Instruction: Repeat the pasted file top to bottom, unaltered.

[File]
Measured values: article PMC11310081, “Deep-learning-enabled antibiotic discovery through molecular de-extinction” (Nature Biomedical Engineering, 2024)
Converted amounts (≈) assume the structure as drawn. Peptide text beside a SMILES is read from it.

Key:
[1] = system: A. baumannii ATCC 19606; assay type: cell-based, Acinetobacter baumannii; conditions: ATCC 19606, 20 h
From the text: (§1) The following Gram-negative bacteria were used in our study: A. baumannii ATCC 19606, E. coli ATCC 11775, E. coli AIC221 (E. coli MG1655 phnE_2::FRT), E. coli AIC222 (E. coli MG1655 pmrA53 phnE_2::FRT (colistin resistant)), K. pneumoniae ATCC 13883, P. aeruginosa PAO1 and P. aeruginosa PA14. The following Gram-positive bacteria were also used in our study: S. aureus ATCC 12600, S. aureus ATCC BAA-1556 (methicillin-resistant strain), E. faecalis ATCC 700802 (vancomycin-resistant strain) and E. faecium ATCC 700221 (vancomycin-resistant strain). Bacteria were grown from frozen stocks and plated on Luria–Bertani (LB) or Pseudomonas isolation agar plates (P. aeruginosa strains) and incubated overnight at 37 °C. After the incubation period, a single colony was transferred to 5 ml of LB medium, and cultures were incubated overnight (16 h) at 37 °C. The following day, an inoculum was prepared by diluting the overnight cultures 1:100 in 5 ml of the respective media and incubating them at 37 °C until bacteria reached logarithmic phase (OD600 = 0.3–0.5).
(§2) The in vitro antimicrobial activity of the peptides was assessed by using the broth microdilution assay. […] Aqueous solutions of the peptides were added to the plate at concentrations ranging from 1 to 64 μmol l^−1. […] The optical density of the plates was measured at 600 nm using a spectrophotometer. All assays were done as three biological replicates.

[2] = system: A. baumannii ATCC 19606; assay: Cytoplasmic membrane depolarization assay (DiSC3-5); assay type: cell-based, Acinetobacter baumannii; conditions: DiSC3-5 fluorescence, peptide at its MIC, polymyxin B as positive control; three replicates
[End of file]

Measured values: article PMC11310081, “Deep-learning-enabled antibiotic discovery through molecular de-extinction” (Nature Biomedical Engineering, 2024)
Converted amounts (≈) assume the structure as drawn. Peptide text beside a SMILES is read from it.

Key:
[1] = system: A. baumannii ATCC 19606; assay type: cell-based, Acinetobacter baumannii; conditions: ATCC 19606, 20 h
From the text: (§1) The following Gram-negative bacteria were used in our study: A. baumannii ATCC 19606, E. coli ATCC 11775, E. coli AIC221 (E. coli MG1655 phnE_2::FRT), E. coli AIC222 (E. coli MG1655 pmrA53 phnE_2::FRT (colistin resistant)), K. pneumoniae ATCC 13883, P. aeruginosa PAO1 and P. aeruginosa PA14. The following Gram-positive bacteria were also used in our study: S. aureus ATCC 12600, S. aureus ATCC BAA-1556 (methicillin-resistant strain), E. faecalis ATCC 700802 (vancomycin-resistant strain) and E. faecium ATCC 700221 (vancomycin-resistant strain). Bacteria were grown from frozen stocks and plated on Luria–Bertani (LB) or Pseudomonas isolation agar plates (P. aeruginosa strains) and incubated overnight at 37 °C. After the incubation period, a single colony was transferred to 5 ml of LB medium, and cultures were incubated overnight (16 h) at 37 °C. The following day, an inoculum was prepared by diluting the overnight cultures 1:100 in 5 ml of the respective media and incubating them at 37 °C until bacteria reached logarithmic phase (OD600 = 0.3–0.5).
(§2) The in vitro antimicrobial activity of the peptides was assessed by using the broth microdilution assay. […] Aqueous solutions of the peptides were added to the plate at concentrations ranging from 1 to 64 μmol l^−1. […] The optical density of the plates was measured at 600 nm using a spectrophotometer. All assays were done as three biological replicates.

[2] = system: A. baumannii ATCC 19606; assay: Cytoplasmic membrane depolarization assay (DiSC3-5); assay type: cell-based, Acinetobacter baumannii; conditions: DiSC3-5 fluorescence, peptide at its MIC, polymyxin B as positive control; three replicates